on the day you were born

The past several months, I've felt pretty strongly that I want to start sharing personal blogs. And I thought, HEY, what is more personal that the story of how our son was born?! Warning, this is a VERY personal post, so only read if you are into that sort of thing!


Up until thirty eight weeks, my pregnancy had been categorized by my doctor, thankfully, as ‘boring.’ At my second to last appointment, however, things shifted. My blood pressure was over the levels that they like to see (don’t even ask me what they were, because I still can’t remember what the numbers mean. And why are there two? Is it a fraction? I don’t understand.) They sent me to labor and delivery to be monitored and I crossed my fingers that this would be the end. I had dreamed of going into labor naturally at home, but by the third trimester, getting the baby out at all became the dream. I called Kyle and he raced to the hospital, only for me to be sent home to pee in a jug for 24 hours to monitor some medical stuff or another. I was a little disappointed to still be a giant whale, but relieved that baby was safe and sound.


At my 39 week appointment, they decided to do a last minute ultrasound because of my slightly raised blood pressure. My mom had come along for support since everyone seemed a little concerned, and she sat with me as the ultrasound tech worked. The tech was pretty quiet, which definitely didn’t put me at ease. After I finished cleaning off all of the belly goo, they hooked me up to what I can only describe as a medical fax machine to measure someone’s heartbeat or pressure or something. While I was hooked up, my doctor came in an explained to me that it appeared that our baby was having to work too hard to get nutrients from the placenta. His belly hadn’t grown from the last ultrasound that we had and he wasn’t putting on the fat that they like to see, which was not good news. My placenta was dying before it should and they wanted to get the baby out as soon as possible. It was ten o’clock in the morning and my doctor asked me to check in to labor and delivery by noon.


Mom and I went to a light lunch at Panera (mistake: should have chosen a steak dinner) and picked up my bag for the hospital while Kyle headed home from work. We got all checked in at the hospital and they started IV’s and the monitors and decided to do another ultrasound. By eight o’clock, my doctor came in and made the final call: we were going to have a baby. Since I was only dilated at two centimeters, they started me on Cervidil, which is a medicine they put on your cervix to kill you (I mean start labor, my bad.) We slept at the hospital that night. Well, Kyle slept on the couch and I stayed up all night with a nurse that was supposed to be at her cousin’s wedding in Charleston and was less than thrilled to be stuck at work monitoring me.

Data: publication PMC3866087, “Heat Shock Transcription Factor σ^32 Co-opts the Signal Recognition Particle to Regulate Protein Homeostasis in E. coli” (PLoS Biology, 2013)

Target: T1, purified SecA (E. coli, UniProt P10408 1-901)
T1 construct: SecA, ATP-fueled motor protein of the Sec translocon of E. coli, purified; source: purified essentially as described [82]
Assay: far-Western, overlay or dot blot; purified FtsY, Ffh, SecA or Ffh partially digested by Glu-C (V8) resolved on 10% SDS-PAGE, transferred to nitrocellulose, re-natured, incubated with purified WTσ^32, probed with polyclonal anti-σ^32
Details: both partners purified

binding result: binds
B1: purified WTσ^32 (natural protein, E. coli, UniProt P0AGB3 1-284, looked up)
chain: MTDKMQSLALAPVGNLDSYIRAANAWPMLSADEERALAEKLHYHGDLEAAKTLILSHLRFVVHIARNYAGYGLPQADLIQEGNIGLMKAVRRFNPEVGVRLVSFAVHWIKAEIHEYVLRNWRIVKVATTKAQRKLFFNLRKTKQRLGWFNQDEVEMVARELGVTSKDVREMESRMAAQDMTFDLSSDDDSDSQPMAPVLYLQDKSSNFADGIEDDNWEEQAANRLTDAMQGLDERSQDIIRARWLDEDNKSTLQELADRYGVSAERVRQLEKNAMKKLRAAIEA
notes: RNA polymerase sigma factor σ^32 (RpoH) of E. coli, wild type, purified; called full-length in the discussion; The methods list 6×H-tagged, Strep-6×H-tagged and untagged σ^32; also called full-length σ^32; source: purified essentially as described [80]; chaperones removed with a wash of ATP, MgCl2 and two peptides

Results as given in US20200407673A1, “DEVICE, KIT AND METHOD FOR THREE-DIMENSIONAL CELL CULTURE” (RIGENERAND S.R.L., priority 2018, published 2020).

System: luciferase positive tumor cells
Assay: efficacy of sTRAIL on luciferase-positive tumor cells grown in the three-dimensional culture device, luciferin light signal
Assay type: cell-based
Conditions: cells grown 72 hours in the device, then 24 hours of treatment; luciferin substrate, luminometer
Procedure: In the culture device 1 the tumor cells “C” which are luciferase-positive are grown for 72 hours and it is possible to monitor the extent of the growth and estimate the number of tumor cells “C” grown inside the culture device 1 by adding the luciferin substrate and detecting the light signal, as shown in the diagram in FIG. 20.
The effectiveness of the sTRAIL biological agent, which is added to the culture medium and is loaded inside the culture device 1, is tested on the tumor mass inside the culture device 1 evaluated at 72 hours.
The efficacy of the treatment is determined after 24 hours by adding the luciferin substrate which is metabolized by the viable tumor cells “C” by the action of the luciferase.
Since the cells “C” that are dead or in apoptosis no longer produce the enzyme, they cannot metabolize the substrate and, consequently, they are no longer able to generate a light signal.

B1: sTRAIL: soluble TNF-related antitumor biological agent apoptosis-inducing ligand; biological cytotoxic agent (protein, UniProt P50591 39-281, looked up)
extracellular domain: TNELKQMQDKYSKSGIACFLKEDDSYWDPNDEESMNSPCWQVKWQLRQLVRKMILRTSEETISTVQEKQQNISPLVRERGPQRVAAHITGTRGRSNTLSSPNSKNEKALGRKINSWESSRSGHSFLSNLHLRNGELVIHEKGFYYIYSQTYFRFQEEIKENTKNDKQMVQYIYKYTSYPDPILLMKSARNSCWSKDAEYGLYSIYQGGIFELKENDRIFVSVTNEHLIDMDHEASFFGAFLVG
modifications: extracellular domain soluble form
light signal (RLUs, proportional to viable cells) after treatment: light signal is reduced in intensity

The next morning, I was delivered a breakfast of yogurt, apple juice, and chicken broth and met our nurse for the day. She introduced herself and asked me what my plan was for labor. I shyly admitted that I wanted to do everything naturally, but I was intimidated because I obviously hadn’t planned on Pitocin and an induced labor. She looked me straight in the eye and said “If you want natural labor, you just say the word, and we will make that happen for you today.” And so I did, and she promised to back me up every step of the way, which she did. My doctor came in and broke my water about an hour later, at around 9:30. After laboring on my own for about an hour, they started me on Pitocin, which is aimed to amp up contractions and get labor going faster and stronger. In the months leading up to our due date, I had typed up a birth plan, which is probably buried in the files on my laptop, completely untouched. “Labor naturally with no Pitocin” was definitely highlighted at the top (in hindsight, it’s good that I didn’t waste any printer ink on that.) My contractions were about every minute for several hours. I sat in a glider in that room for hours, crushing Kyle’s hand and regretting every decision that I’d ever made up until that point. The only thing that really kept me going was the look on Kyle’s face. I have never seen anyone so filled with joy. Over and over, he kept repeating “We get to meet our son today. We get to meet Jack today.” It was that little mantra that really got me through. That, and the promise of a bacon cheeseburger at the end.